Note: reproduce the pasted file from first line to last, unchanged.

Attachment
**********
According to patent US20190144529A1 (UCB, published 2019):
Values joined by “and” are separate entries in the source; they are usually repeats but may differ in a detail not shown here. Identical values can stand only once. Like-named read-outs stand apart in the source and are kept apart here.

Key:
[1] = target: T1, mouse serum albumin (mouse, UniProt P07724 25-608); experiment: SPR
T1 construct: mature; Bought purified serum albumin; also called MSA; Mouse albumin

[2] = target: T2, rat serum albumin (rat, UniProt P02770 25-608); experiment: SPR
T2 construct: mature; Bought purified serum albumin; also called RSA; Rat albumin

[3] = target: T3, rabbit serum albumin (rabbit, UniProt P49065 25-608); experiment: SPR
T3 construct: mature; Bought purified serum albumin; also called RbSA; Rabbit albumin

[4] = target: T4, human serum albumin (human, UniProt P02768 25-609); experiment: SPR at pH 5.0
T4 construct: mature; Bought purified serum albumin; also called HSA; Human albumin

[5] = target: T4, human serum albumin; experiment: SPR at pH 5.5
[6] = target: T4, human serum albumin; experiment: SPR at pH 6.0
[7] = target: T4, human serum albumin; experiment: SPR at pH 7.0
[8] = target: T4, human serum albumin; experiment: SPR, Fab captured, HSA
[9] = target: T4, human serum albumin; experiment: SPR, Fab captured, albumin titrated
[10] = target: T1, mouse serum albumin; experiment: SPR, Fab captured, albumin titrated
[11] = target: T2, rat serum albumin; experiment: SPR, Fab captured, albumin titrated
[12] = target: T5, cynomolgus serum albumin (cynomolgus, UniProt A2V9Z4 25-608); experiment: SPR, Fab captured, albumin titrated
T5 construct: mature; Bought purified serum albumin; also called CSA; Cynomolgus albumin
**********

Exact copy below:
According to patent US20190144529A1 (UCB, published 2019):
Values joined by “and” are separate entries in the source; they are usually repeats but may differ in a detail not shown here. Identical values can stand only once. Like-named read-outs stand apart in the source and are kept apart here.

Key:
[1] = target: T1, mouse serum albumin (mouse, UniProt P07724 25-608); experiment: SPR
T1 construct: mature; Bought purified serum albumin; also called MSA; Mouse albumin

[2] = target: T2, rat serum albumin (rat, UniProt P02770 25-608); experiment: SPR
T2 construct: mature; Bought purified serum albumin; also called RSA; Rat albumin

[3] = target: T3, rabbit serum albumin (rabbit, UniProt P49065 25-608); experiment: SPR
T3 construct: mature; Bought purified serum albumin; also called RbSA; Rabbit albumin

[4] = target: T4, human serum albumin (human, UniProt P02768 25-609); experiment: SPR at pH 5.0
T4 construct: mature; Bought purified serum albumin; also called HSA; Human albumin

[5] = target: T4, human serum albumin; experiment: SPR at pH 5.5
[6] = target: T4, human serum albumin; experiment: SPR at pH 6.0
[7] = target: T4, human serum albumin; experiment: SPR at pH 7.0
[8] = target: T4, human serum albumin; experiment: SPR, Fab captured, HSA
[9] = target: T4, human serum albumin; experiment: SPR, Fab captured, albumin titrated
[10] = target: T1, mouse serum albumin; experiment: SPR, Fab captured, albumin titrated
[11] = target: T2, rat serum albumin; experiment: SPR, Fab captured, albumin titrated
[12] = target: T5, cynomolgus serum albumin (cynomolgus, UniProt A2V9Z4 25-608); experiment: SPR, Fab captured, albumin titrated
T5 construct: mature; Bought purified serum albumin; also called CSA; Cynomolgus albumin